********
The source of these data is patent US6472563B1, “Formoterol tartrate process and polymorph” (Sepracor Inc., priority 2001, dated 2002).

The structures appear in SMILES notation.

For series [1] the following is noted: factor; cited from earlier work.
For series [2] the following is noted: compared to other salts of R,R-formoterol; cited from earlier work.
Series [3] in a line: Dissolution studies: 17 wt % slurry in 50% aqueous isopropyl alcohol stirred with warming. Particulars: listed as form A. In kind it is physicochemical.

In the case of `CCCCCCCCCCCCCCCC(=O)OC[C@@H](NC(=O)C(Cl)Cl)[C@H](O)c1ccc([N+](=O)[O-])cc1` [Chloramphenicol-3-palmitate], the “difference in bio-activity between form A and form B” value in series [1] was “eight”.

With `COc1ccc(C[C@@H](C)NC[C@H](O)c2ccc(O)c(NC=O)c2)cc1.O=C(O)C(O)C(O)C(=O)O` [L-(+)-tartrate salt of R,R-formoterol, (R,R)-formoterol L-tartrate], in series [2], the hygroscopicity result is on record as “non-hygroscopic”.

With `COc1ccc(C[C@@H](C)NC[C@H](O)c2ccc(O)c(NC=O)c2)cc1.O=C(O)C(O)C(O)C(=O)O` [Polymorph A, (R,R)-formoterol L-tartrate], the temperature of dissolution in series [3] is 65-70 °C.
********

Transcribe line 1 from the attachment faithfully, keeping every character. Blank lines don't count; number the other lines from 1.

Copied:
The source of these data is patent US6472563B1, “Formoterol tartrate process and polymorph” (Sepracor Inc., priority 2001, dated 2002).